Mockingbird by Kathryn Erskine
And Devon said, It’s not about the dog! It’s about people! You shouldn’t hurt innocent people Scout. That’s what it means.
I guess the evil school shooters didn’t listen in English class because they did not Get the meaning of that book at all.
Caitlin’s family and community has just been rocked by a terrible tragedy. Three people – two students and a teacher- were gunned down in a school shooting at Virginia Dare Middle School. One of the students was Caitlin’s brother Devon. A situation that is sad and awful is made even more difficult for Caitlin. She has Asperger’s syndrome which allows her to only see the world in very strict terms – in black and white. Caitlin has trouble processing her own feelings, her feelings about others and does not know how to reach her father. One day, after hearing a newscast about the shooting, she discovers the word Closure, and determines that closure is exactly what she and her father need. How will she and a grieving community find closure after something so horrible occurs?
Review: Mockingbird by Kathryn Erskine is a beautiful, moving novel that not only gives voice to Caitlin, a young girl with Asperger’s syndrome, but gives a voice to communities affected by school violence. The book is extremely moving and takes a look at all sides of school violence but in a very subtle and realistic way. We see all of the reactions of the people around her through Caitlin, who proves to be a very interesting filter. Caitlin is working on becoming more empathetic and developing a sensitivity to others’ emotions. Caitlin often cannot understand why the things that she says hurt the people around her – especially her father, who in his grief cannot help her the way Devon did. I thought that Caitlin as the narrator was a bold move but it really worked and her voice and spirit were spot on.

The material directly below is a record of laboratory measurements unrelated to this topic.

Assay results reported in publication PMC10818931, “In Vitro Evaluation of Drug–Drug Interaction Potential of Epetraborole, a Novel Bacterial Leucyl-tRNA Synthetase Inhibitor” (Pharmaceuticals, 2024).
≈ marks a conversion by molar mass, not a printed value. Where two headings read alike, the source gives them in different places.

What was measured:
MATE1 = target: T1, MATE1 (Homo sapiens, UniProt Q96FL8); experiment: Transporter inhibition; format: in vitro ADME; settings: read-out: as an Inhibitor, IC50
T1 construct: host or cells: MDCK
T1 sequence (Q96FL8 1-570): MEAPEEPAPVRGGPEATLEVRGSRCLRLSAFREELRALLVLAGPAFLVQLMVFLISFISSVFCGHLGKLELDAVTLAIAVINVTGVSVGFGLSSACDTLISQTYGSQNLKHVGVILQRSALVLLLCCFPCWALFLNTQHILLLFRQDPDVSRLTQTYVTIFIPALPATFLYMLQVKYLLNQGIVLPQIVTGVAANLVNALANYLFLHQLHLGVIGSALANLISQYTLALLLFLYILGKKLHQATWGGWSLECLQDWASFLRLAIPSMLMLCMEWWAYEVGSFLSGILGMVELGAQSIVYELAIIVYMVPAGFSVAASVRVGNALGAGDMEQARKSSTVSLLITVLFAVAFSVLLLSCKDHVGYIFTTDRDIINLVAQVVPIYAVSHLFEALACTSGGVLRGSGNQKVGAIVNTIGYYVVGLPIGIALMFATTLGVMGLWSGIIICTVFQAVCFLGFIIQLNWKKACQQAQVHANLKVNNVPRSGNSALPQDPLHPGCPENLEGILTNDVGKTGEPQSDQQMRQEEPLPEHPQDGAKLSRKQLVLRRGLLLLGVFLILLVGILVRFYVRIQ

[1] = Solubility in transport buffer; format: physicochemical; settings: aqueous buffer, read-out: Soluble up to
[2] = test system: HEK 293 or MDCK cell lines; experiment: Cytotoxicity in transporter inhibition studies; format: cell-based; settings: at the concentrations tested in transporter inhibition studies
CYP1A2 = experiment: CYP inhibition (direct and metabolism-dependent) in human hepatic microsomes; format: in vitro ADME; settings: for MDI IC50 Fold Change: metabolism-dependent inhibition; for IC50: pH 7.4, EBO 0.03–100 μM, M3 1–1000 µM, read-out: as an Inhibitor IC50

I also loved how Caitlin’s art was utilized as a metaphor throughout the novel. Caitlin was an extremely talented artist but would only draw in black and white. As she grew and changed, developing empathy for others, so did her acceptance of using color in her art work.
The plot was really beautiful as well. Devon had been a devoted Boy Scout and was actively working on earning his Eagle Scout when he was killed. He and his father were building a chest. Caitlin decides that for closure they need to finish the chest. We also see how others in the community need healing as well and we see how that occurs, or doesn’t, through Caitlin’s eyes.
I have done a terrible job of describing how meaningful or wonderful this book is. All I can tell you is to go read it. Go read it and let the words convince you. This is a lovely, poignant novel that I plan on sharing with my students. I think a lot of important discussion can come from this novel about people’s differences, acceptance, understanding, and how our actions affect others.
Genre: Realistic fiction
Age Recommendation: 11 and up